The ZX80 was the machine that the U.K.’s legions of would-be computer enthusiasts had been waiting for. “Machines like the Commodore PET and Apple II were a bit too far out of reach for the average interested school kid to buy,” said Jeff Minter, a Basingstoke teenager who had fed his interest in home computers by making games on his school’s Commodore PET until the ZX80 arrived. “Uncle Clive gave us affordable computing for the first time in the shape of the ZX80.”

By the time Sinclair released the cheaper, more powerful and even more successful ZX81 in March 1981, many of those who bought the ZX80 had reached the same conclusion: They should make and sell games. And since few shops sold games, they copied their games onto blank cassette tapes and sold them via mail order.

One of the first people to make an impact with a mail order game was Kevin Toms, a programmer from the seaside town of Bournemouth, who in 1981 released Football Manager on the ZX81. The game evolved out of a board game Tom had designed about running a soccer club that was part inspired by Soccerama, a 1968 board game about football management. After getting a ZX81, Toms realised his board game would be make a better computer game: “It gave me a much better tool to run the game on, especially for automating things like league table calculations and fixtures. It also helped me to make the simulation of what was happening more realistic and interesting.”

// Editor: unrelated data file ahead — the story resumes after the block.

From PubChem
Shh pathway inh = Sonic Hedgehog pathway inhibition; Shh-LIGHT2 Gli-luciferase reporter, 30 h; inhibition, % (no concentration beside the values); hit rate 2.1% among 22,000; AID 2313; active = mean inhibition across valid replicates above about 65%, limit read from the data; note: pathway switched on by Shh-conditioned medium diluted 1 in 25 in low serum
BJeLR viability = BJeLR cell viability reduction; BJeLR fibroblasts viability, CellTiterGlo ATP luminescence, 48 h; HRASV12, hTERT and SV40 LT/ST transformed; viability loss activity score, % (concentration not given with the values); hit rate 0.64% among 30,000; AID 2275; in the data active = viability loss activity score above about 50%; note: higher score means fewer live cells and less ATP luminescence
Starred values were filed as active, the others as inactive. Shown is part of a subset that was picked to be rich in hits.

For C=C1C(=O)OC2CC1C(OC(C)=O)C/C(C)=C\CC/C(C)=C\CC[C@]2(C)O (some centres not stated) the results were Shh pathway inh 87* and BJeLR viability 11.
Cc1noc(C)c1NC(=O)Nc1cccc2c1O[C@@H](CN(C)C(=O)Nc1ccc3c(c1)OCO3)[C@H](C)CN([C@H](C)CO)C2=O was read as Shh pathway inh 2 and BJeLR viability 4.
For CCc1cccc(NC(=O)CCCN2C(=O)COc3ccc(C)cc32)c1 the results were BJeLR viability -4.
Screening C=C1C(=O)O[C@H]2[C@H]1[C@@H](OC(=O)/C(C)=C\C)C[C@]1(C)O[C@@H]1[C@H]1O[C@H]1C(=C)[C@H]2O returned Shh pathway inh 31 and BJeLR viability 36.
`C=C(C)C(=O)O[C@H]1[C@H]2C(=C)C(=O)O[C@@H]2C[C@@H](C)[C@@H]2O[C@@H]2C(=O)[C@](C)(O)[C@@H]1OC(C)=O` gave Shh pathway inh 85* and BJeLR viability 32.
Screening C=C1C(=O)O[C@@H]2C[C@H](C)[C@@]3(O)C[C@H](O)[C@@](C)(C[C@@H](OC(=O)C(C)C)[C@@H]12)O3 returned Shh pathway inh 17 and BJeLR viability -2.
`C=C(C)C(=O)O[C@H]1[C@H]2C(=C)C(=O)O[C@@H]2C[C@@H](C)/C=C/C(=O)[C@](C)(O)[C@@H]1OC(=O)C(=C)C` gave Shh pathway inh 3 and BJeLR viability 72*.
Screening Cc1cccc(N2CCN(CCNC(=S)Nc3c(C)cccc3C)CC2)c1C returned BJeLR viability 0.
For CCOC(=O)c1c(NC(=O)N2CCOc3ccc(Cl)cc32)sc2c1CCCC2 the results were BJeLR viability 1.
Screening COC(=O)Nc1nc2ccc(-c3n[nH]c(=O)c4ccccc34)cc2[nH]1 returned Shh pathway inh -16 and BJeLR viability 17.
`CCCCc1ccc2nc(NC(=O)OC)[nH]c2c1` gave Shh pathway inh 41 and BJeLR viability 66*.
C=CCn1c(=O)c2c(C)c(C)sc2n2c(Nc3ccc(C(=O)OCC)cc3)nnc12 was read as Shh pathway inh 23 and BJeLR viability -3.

Football Manager was text-only, but it captured the drama of football in a way that the era’s basic action-based soccer games could not, swinging from the highs of steering your club to the top of the league to the lows of seeing your star player injured in a match. And just as was the case for everyone else, selling the game via mail order was really the only option open to Toms. “When I started there were no retailers at all,” said Toms. “The best way to sell a game was by mail order direct to the public. So that is what I did.” Toms’ three editions of Football Manager would go on to sell close to 2 million copies across a number of computer formats and create a video game genre that is still a top seller today.

The ZX80 also attracted the curiosity of Mel Croucher, a former architect from Portsmouth. “When Uncle Clive came up with the ZX80, I already had an entertainment cassette business,” said Croucher. “An advert appeared for some computer software on a cassette and I think that cassette cost four or five quid. I had already produced audiocassettes for about 30p a throw including the labels and packaging, so I thought I’d give games a go and switched to computer software that day. The reason was a mixture of avarice and ignorance.”

Croucher’s debut games The Bible, Can of Worms and Love and Death were 1Kb exercises in the surreal. In Can of Worms players used whoopee-cushions to give a wheelchair-bound Hitler a heart attack, performed vasectomies and tried to guess how much water would empty the King’s blocked loo.

“They were piss takes, at least as good as what else was on the market in the early days but turned inside out. The themes were overtly stupid with a bit of propaganda chucked in,” said Croucher. “The Sunday People accused me of peddling pornography to kids. Great publicity.”